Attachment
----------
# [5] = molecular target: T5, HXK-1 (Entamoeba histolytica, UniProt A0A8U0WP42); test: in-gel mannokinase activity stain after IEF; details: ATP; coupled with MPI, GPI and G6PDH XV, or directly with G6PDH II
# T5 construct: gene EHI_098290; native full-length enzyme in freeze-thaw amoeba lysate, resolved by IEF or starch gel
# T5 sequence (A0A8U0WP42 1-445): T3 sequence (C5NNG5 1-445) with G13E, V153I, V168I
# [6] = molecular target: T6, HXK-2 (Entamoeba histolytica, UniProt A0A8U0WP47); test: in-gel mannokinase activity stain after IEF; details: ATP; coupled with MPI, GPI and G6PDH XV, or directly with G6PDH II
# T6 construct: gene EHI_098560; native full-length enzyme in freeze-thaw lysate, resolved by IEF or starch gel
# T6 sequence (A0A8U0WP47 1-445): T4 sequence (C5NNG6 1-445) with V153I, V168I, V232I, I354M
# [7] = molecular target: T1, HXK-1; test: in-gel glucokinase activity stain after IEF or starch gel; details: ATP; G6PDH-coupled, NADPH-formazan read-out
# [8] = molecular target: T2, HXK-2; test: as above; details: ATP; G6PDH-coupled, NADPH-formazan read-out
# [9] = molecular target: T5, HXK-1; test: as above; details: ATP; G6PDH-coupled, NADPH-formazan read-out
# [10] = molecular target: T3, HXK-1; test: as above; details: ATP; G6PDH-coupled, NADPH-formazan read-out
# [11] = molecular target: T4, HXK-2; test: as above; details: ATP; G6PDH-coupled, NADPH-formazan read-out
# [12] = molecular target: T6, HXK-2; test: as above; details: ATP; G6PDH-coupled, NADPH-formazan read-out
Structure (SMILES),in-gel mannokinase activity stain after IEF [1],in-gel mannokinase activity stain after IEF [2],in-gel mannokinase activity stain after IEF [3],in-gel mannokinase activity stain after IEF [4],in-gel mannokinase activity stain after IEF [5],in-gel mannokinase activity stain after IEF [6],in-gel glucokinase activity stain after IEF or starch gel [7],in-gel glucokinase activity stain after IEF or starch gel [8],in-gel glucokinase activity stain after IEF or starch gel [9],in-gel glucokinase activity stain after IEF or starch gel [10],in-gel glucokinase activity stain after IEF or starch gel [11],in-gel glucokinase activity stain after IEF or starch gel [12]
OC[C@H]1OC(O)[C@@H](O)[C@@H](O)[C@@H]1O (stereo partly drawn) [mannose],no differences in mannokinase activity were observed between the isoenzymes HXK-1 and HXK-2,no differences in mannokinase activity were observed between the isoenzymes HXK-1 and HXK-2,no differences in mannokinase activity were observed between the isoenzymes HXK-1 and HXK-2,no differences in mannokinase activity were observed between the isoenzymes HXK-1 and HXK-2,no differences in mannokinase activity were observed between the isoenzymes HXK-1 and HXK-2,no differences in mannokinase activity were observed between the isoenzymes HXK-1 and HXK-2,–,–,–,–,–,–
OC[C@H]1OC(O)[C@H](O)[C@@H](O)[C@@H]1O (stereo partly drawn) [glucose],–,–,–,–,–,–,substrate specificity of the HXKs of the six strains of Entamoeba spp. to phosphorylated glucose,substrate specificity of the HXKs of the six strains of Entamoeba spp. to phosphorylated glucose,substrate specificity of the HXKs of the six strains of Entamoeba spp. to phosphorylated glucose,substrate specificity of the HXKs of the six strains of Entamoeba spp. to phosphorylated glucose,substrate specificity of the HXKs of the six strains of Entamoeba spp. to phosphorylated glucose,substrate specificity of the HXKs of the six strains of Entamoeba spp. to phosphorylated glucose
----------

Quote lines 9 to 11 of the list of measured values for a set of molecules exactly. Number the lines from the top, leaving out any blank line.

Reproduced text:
# [9] = molecular target: T5, HXK-1; test: as above; details: ATP; G6PDH-coupled, NADPH-formazan read-out
# [10] = molecular target: T3, HXK-1; test: as above; details: ATP; G6PDH-coupled, NADPH-formazan read-out
# [11] = molecular target: T4, HXK-2; test: as above; details: ATP; G6PDH-coupled, NADPH-formazan read-out